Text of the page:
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By Saliou Samb
CONAKRY (Reuters) - Several thousand opponents of Guinea's President Alpha Conde protested in the capital Conakry on Wednesday against election delays and insecurity, as political tensions escalate.
Conde's election win in 2010 ended two years of violent military rule but his opponents say he has cracked down on dissent - some protests have been banned - and fear he might try to change the constitution to seek a third term in 2020.
Conde has declined to comment on whether he wants to do so.
"We demand respect for the law and more security and justice for our fellow citizens," Conde's main political rival, Cellou Dalein Diallo, told reporters as he rallied demonstrators in Conakry's Cosa neighbourhood, an opposition stronghold.
Conde and Diallo signed an agreement last October to organise mayoral elections by February but they have yet to be held. In a statement on Tuesday, Conde urged Guinea's political class to work together to implement the stalled accord.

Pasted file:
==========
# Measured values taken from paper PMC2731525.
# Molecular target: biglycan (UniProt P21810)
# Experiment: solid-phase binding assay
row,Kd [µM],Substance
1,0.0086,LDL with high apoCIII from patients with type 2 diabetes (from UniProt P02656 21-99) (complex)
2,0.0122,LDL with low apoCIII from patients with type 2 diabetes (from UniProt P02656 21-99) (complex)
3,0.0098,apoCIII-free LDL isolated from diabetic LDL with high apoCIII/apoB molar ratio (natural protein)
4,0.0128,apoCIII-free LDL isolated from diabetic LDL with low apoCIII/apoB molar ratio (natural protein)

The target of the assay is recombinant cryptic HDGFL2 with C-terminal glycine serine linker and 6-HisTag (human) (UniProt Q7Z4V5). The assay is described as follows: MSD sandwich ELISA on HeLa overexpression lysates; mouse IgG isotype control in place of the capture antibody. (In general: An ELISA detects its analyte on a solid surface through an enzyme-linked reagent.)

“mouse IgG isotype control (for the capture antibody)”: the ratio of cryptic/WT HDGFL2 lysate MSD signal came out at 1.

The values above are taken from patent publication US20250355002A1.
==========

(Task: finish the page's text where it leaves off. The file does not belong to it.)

Many Guineans are also angry that they have not benefited from the country's mineral wealth, with constant power cuts, few jobs and low public sector salaries being top complaints.
An Ebola epidemic from 2014 saw economic growth grind to a halt, but a rebound since it ended two years later has heaped pressure on the government to deliver tangible benefits.
Guinea has about a third of the world's reserves of the aluminium ore bauxite but ranks 183 out of 188 countries on the U.N. Human Development Index.
In April, several days of rioting in the main bauxite mining hub over pollution and power cuts killed one person and injured several others. Two months earlier, five people were killed in protests sparked by a teacher's strike.
"Guinean teachers are the worst paid in the region," said Elie Kamano, a reggae artist at the demonstration, lamenting Guinea's various economic woes. "There are fathers whose salaries aren't enough to cover the needs of their household."
(Additional reporting by Souleymane Camara; Writing by Aaron Ross; Editing by Tim Cocks and Louise Ireland)